Statistics show that flawed depictions of suicide only lead to an increased rate of actual suicides. If this isn’t reason enough, a car ad simply doesn’t do justice to a complicated public health debate. Know what you can control, and more importantly, know what you can’t.
Kurl-On Mattress | 2014
This print ad campaign launched by the India-based mattress company depicted a cartoon version of Nobel Laureate and female education activist Malala Yousafzai being shot by the Taliban. But then comes the real surprise – Yousafzai bounces off of a Kurl-On Mattress and rises up to receive an award. The ad is one in a series of three produced by Ogilvy India, featuring famous, resilient figures like Steve Jobs and Gandhi who achieved greatness in the face of hardship.
Good concept, poor execution. While the idea of a portraying a character who has faced the odds and “bounced back” has merit, does it really work when you re-play traumatic events (being shot by the Taliban in the head) in a cartoon?
A little too close for comfort.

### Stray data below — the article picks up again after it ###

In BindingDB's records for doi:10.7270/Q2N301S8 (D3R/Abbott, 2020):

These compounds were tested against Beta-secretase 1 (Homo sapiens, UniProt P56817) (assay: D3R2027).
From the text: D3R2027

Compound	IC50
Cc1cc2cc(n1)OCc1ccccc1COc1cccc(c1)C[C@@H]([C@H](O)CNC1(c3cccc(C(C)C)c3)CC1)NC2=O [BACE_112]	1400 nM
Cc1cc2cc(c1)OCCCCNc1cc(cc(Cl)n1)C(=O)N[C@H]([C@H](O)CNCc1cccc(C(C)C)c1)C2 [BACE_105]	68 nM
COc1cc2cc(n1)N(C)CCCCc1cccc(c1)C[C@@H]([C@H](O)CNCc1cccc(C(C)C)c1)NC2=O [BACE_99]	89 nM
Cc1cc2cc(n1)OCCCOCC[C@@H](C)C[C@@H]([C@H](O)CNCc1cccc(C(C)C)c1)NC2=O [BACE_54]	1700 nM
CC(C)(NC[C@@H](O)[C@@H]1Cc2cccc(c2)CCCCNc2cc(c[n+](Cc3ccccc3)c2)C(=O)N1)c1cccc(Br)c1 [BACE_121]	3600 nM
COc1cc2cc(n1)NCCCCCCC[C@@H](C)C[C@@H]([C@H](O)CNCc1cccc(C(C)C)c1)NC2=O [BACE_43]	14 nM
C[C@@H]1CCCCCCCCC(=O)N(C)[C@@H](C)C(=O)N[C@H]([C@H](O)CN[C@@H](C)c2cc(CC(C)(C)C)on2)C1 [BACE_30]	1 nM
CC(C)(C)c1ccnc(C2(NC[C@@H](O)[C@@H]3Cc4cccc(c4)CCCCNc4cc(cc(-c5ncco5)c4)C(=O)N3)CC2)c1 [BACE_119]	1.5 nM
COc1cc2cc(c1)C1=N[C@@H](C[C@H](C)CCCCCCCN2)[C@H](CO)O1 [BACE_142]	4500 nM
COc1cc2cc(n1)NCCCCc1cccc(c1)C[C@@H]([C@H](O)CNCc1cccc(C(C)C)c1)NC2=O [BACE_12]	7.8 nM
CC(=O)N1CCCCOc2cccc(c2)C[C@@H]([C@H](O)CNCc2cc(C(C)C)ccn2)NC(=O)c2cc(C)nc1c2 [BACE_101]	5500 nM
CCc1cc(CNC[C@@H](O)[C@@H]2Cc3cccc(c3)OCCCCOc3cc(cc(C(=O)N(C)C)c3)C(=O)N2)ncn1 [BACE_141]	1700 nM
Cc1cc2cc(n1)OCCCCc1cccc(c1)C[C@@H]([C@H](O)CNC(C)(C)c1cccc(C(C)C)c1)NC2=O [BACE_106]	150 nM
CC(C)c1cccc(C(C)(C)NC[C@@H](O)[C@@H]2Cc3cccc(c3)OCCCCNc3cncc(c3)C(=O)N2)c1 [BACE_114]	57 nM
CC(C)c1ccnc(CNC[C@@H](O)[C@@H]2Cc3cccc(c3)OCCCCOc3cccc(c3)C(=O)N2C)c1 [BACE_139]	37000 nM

Bloomingdale’s | 2015
The luxury department store apologized and pulled an ad campaign for Rebecca Minkoff merchandise that seemingly condoned date rape. The image showed a man staring at a woman looking in the opposite direction with the tagline, “Spike Your Best Friend’s Egg Nog When They’re Not Looking.” As you may recall, Anheuser-Busch ran into similar trouble after printing “The perfect beer for removing ‘no’ from your vocabulary for the night #UpForWhatever” on its Bud Light labels.
It’s still unclear as to what, exactly, Bloomingdale’s was trying to achieve with this ad. Without a clear sense of strategic and creative direction, and a serious lapse in judgement about right and wrong, the brand ended up with highly insensitive copy that, for good reason, steered customers right into the hands of the competition.